One reason among many why US people should fear the debt ceiling’s ugly docudrama:
“It set the template for the future.
In the future, Neil, no president â€” in the near future, maybe in the distant future â€” is going to be able to get the debt ceiling increased without a re-ignition of the same discussion of how do we cut spending and get America headed in the right direction.
I expect the next president, whoever that is, is going to be asking us to raise the debt ceiling again in 2013, so weâ€™ll be doing it all over.”
— Mitch McConnellÂ on Fox News yesterday
(Illustration found here).
Despite the delightful appearance of Gabrielle Giffords in the US House debt ceiling vote yesterday, the entire shebang set the stage for countrywide political hostage-taking in the future by the GOP and its shit-for-brains allies, the Tea Party.
Giffords gave the drama an emotional edge to say the least, but the grandstanding has created a deep-rooted knowledge that next time the outcome for the country could be a lot worse.
Most tragically, the deal provides no certainty about the ultimate resolution of the capital’s fiscal mess.
Instead, the House Republicans’ success in forcing concessions out of Obama and Senate Democrats only encourages them to follow the same game plan next month, when Congress has to adopt a set of spending bills to keep the government operating past Sept. 30.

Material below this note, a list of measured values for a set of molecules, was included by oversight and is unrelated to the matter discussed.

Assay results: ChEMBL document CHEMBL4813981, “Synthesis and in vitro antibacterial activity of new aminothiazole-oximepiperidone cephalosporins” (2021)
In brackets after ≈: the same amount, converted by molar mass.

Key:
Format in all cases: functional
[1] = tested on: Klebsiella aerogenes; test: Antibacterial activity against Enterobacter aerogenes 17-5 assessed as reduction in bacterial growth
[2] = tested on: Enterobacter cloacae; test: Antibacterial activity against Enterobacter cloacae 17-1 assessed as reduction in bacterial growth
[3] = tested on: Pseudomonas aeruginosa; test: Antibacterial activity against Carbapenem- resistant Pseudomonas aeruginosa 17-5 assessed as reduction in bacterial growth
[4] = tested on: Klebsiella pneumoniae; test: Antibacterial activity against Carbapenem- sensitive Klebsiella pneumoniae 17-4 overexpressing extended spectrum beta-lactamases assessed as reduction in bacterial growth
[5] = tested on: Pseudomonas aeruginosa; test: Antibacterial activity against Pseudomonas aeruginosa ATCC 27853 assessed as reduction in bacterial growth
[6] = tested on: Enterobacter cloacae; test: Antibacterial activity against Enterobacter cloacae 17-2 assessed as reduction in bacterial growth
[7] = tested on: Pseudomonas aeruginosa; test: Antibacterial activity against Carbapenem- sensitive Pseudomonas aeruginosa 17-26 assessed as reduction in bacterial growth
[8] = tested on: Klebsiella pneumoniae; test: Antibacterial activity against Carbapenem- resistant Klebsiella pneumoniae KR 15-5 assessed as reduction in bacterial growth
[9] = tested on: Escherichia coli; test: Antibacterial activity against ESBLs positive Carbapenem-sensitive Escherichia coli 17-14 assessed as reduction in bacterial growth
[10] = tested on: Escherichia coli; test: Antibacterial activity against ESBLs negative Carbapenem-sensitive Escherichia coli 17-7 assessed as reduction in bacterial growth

A dispute between House Republicans and Senate Democrats has already forced the Federal Aviation Administration to suspend construction projects at airports around the country, idling 70,000 workers. Washington may have averted a partial government shutdown this week, only to invite more of them in the months to come.
This deal opened the door to a future not seen since King George ruled these parts.
In fact, the deal sets up a rumble in the Tea Party jungle by this November when the so-called special joint committee (as ordered by the deal) of 12 people from the House and Senate comes back with its recommendations for up to $1.5 trillion in deficit cuts — think there won’t be more of the same when the amounts start to mount up?
Whether lawmakers could ultimately hammer out a comprehensive agreement is another question.
The special committee’s work will be clouded by sharpening political rhetoric as the November 2012 elections near, and by the impending expiration of the Bush tax cuts at end-2012.
In such a feverish atmosphere, it will take considerable skill and fortitude to solve tax-and-spending problems that have defied the good intentions of many since 1986, when the last comprehensive tax reform got done.
It cleaned up the tax code, but scores of new loopholes have been added since then.
So get ready for more of the same — the losers being all those living outside the DC beltway.